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Texas Passes Contentious Voting Bill After All Night Debate

May 7, 2021 by Reece Nations
Texas Passes Contentious Voting Bill After All Night Debate
State Rep. Celia Israel, D-Austin, listens to fellow lawmakers in the House Chamber at the Texas Capitol as they wait to hear debate on voter legislation in Austin, Texas, Thursday, May 6, 2021. (AP Photo/Eric Gay)

AUSTIN, Texas — Following hours of debate over amendments proposed by Democratic lawmakers, the Texas House of Representatives approved new restrictions to state election rules early Friday morning.

After Democrats proposed more than 130 amendments to the legislation, the lawmakers eventually agreed to revise the bill by passing a multitude of amendments in succession without objection from either party. Finally, at around 3 a.m. CST, the bill passed along party lines by a margin of 81 – 64. 

The bill is a significantly different version than the one passed by the Senate in April, so it will likely head to a conference committee for finalization. Consequently, changes included in the final engrossed version of the bill could be crafted behind closed doors. 

“Election integrity is the number one legislative priority of the Republican Party of Texas,” Allen West, chair of the Republican Party of Texas, said in testimony before the House Elections Committee. “It should, without a doubt, be the number one legislative priority for the entire country. It is imperative that our state, Texas, enacts the strongest guidelines and laws for ensuring that we execute honest and fair elections in the Lone Star State.” 

West’s testimony continued, “The lessons of the November 2020 election cycle must be learned and corrected. We can ill afford to allow a repeat of unconstitutional actions and violations of election law to invade our democratic system of conducting elections.” 

Prior to its passage, the legislation had already gained the attention of progressive groups and voting rights advocates who characterized it as a voter suppression bill. A nonpartisan coalition of businesses, advocacy groups and local organizations circulated a letter signed in opposition to the bill last month. American Airlines, Microsoft, and Patagonia were just a few of the letter’s signatories. 

Republicans contended in their defense of the legislation that the bill is designed to tackle and prevent instances of voter fraud within the state. However, instances of voter fraud convictions in Texas have decreased between elections. Attorney General Ken Paxton’s office closed 16 voter fraud prosecutions in 2020, only half as many prosecutions as there were in 2018, according to the Houston Chronicle. 

“Politicians at all levels of government have repeatedly, and falsely, claimed the 2016, 2018, and 2020 elections were marred by large numbers of people voting illegally,” experts from the Brennan Center for Justice wrote. “However, extensive research reveals that fraud is very rare, voter impersonation is virtually nonexistent, and many instances of alleged fraud are, in fact, mistakes by voters or administrators. The same is true for mail ballots, which are secure and essential to holding a safe election amid the coronavirus pandemic.”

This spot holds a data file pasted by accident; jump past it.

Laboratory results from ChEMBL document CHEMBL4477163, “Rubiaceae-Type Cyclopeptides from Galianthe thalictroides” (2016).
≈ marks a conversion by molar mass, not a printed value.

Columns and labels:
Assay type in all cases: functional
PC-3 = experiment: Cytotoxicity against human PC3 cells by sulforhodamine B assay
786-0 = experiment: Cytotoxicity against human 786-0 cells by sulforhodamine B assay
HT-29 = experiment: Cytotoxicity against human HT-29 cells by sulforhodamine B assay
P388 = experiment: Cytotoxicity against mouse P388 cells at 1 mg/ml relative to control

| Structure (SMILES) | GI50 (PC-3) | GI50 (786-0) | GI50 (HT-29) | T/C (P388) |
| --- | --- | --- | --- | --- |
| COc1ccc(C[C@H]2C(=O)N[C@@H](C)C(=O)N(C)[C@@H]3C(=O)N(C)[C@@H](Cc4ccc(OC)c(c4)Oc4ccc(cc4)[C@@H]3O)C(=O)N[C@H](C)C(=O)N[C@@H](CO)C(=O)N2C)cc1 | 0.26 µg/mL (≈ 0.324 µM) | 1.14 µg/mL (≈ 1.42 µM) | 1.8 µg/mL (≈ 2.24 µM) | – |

Other opponents of the bill include advocates for disabled people and local election officials in some of the state’s largest counties. While the version of the bill just passed by the Texas House gutted various restrictive provisions opposed by those groups, it is still unknown what the finalized bill will contain once it reaches Abbott’s desk for signing. 

A provision that would have mandated individuals who are assisting voters to disclose the reason why the voter required assistance was excluded from the legislation passed on Friday. The members also amended provisions that enhanced protections for partisan poll watchers and provisions that stiffened penalties for voting-related offenses. 

Further, Democrats successfully added language to the bill that would require judges to inform individuals if a conviction would prohibit them from casting a ballot and mandate that those individuals know why they are ineligible to vote. This was included in response to a Tarrant County woman’s five-year sentencing in March for casting a provisional ballot in the 2016 election while she was on supervised release for a federal conviction. 

“State Republicans are relentless in their attempts to silence voters in Texas, especially voters of color who came out in record numbers last year,” Gilberto Hinojosa, chair of the Texas Democratic Party, said in a written statement. “But this fight is far from over. This racist bill still has a ways to go before becoming law. And Democrats will continue to work together to quickly pass federal legislation that ensures the rights of the people to vote are protected in all 50 states.” 

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